We All Want To Be Respected – Then We’ll Trust

I was reading Seth Godin's post this morning about his recent experience in setting up a friends PC and how it was loaded with software that made it difficult to remove and other "gotchas" when I realized this is why I often get notes that puzzle me from readers or people who download my free eBook.

For example, I used to have something I called a Secret Password that you had to request if you wanted to download a full, free copy of the eBook Listen First – Sell Later. When someone sent me an email I would send them a personal note (not an auto-response) and I'd also let them know that asking for the secret password did not get them put on any kind of email list, etc. I only wanted to thank them and say hello.

The emails back were amazing. They were often profuse in their thanks that I wasn't making them sign-up for something or that I wanted something in return. Many realized that my notes were personally written and expressed their thanks.

I knew I was on to something. Acting like a human being who cares about his readers, his tribe is a very good thing. People like it when you treat them with kindness and RESPECT! They tend to demonstrate the same behavior back to you. In fact, there is a name for this. It's called psychological reciprocity. We (as in 99% of the world) recognize the effect.

Smack someone in the head and you are likely to get smacked back. Hug them and get ready to receive a hug.

Make me sit through a video when I come to your site and I'm likely to click away from you. Send me spam week after week because I once bought from you and I'll buy no more. Use pop under ads that I have to get rid of and I'll never buy from you. (Are you listening Netflix?)

This is not hard to understand – is it?

We all understand it.

We all hate the games that advertisers and marketers are playing.

We all hate being treated with disrespect.

Why don't they understand this?

What don't they just do the right thing? 

Then they'll earn our trust.

14 thoughts on “We All Want To Be Respected – Then We’ll Trust”

  1. My Mac came without any commercials, forced signups, or gotchas.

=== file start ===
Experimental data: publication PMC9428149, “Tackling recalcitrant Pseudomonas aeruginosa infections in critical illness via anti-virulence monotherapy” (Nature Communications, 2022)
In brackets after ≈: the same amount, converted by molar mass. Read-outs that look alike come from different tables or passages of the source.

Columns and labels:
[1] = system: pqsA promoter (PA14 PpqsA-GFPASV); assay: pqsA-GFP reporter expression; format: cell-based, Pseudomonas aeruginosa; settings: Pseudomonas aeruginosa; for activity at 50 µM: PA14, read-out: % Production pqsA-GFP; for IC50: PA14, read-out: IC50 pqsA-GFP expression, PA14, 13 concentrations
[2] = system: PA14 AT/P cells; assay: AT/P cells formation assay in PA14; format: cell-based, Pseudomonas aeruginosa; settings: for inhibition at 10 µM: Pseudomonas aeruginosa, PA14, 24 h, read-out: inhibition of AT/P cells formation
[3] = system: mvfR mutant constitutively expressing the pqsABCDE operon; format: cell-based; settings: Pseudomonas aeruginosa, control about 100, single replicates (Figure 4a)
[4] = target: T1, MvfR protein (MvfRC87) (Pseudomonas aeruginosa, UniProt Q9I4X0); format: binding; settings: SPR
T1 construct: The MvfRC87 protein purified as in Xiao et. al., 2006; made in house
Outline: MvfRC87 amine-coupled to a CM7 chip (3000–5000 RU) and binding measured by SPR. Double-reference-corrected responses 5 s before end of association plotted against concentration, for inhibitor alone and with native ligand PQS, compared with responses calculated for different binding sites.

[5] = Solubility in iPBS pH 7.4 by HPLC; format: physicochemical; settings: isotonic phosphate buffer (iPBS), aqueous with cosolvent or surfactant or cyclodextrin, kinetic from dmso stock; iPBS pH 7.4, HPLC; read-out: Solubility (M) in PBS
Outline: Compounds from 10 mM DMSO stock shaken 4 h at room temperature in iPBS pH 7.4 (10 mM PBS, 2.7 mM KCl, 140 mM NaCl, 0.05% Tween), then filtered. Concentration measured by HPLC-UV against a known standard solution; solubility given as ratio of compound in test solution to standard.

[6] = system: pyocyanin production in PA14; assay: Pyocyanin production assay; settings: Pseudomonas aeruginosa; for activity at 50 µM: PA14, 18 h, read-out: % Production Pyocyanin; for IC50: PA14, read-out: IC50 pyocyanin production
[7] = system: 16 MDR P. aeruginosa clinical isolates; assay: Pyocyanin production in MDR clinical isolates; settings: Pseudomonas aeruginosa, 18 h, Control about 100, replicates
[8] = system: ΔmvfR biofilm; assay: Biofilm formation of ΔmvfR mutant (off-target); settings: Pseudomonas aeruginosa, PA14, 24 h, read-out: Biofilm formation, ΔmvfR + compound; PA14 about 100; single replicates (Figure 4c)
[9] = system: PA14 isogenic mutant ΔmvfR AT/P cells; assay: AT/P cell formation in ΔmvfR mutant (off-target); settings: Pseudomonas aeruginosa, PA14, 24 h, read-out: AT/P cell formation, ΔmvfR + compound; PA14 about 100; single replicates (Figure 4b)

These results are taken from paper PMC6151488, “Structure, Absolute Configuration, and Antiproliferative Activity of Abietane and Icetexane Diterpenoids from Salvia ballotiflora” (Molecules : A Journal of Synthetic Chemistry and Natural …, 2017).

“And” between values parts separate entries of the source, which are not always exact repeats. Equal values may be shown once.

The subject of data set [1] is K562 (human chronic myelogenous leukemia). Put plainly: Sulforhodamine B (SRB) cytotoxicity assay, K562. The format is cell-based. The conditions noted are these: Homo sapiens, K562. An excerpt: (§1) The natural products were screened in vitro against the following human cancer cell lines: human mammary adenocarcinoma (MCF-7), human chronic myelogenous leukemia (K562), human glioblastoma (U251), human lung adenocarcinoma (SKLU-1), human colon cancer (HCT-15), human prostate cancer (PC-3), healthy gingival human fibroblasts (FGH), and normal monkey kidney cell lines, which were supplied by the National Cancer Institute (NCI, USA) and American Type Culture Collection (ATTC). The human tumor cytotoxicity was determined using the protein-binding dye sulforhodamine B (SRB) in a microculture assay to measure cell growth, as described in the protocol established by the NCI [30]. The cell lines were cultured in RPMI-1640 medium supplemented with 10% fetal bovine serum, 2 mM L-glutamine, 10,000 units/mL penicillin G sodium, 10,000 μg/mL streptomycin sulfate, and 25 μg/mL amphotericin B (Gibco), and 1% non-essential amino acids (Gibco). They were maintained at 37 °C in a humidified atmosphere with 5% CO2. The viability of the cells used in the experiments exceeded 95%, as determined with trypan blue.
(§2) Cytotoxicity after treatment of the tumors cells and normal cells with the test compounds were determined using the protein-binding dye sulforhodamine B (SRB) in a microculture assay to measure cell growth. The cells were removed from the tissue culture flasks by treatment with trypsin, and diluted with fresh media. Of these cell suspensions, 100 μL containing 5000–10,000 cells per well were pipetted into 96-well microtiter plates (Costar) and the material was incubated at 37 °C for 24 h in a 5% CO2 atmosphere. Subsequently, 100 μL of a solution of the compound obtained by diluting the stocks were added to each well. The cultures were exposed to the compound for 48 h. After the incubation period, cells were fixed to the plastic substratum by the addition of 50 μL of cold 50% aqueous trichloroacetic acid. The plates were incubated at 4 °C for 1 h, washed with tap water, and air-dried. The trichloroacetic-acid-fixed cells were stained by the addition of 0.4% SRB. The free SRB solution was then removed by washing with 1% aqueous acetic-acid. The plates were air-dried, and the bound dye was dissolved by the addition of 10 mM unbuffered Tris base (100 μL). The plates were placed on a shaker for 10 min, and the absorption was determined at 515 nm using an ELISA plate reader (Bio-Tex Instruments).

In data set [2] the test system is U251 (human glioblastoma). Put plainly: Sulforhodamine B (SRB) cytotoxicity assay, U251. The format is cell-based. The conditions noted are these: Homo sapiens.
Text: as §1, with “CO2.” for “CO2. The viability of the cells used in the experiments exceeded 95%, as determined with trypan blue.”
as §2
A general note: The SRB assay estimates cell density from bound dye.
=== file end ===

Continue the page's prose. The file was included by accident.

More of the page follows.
I hadn’t thought about it before, but I wonder if that’s one reason that Apple has a tribe — it respects its customers.

  2. I’m also wondering, do PC users know this about Macs, that the first time you plug it in and start it up, you don’t have any of that junk? No stickers all over the case either.

  3. @Jodi & @Dan – I’ve never thought about Mac’s not coming with the usual installed gotcha software. Yes, I’m a PC user – but not PC.
    One of the ironies of this post is that it attracted two SPAM comments where people leave a comment that has nothing to do with the post so they can get a link to their SPAM site. And, it also attracted a troll.
    All three comments have been deleted. It’s this kind of mindset that stops many bloggers from allowing comments or requiring approval first.

  4. @Tim – a reasonable question about cost. I don’t know. Do you have an idea? The iTunes question sounds like a good one for Apple. They are not without some of the same marketing tactics that turn people off. I can’t seem to stop their iTune emails and just send them to my SPAM folder as I have no interest.

  5. Sadly, Netflix uses those infuriating pop under ads for the same reason that people use spam, because it works. I read somewhere that 5% of mass spam emails generate sales, and when the cost is next to nothing, 5% of a zillion emails is a lot.

  6. I’m looking for deeper insight here. I’m impressed, Bob, that on your website, you give away a download of your book without requiring opt-in. Yet you do offer updates for those who want them. I like that but am not yet so successful that I feel ready to give up the option to mail promotional information. Ironically, I rarely do it – most of my mailings are more tips, techniques, etc. though I do occasionally include a promotion as part of the newsletter or lesson for an affiliate site that I feel would be helpful. It takes tremendous amounts of time and effort to do some of the blog posts that I do out of a desire to provide usable information. Here’s the irony:
    > At some point, I need to make money to enable me to keep being of service, YET
    > I too find pop up ads really annoying
    > I also dislike receiving emails too often as it feels like abuse to me – generally once a week seems realistic
    >> The biggest irony of all is that people are starting to ignore their emails because there are just too many
    > There needs to be a balance on social networking connection sites where there is some real effort at being a person as opposed to just looking to blast out another ad for your product. Although I rarely drop friends from Facebook, I get pretty good at ignoring the abusers.
    So the question is, where is the balance? How do I make a living and still respect my community that I’m striving to develop.

  7. This is great information for a novice PC buyer. Very few of these spam messages interest me. You might want to relay to your readers that there is free shareware utilities that will remove this “bloatware” for you. PC Decrapifier is one they may want to look at. Thanks for all of the great information.

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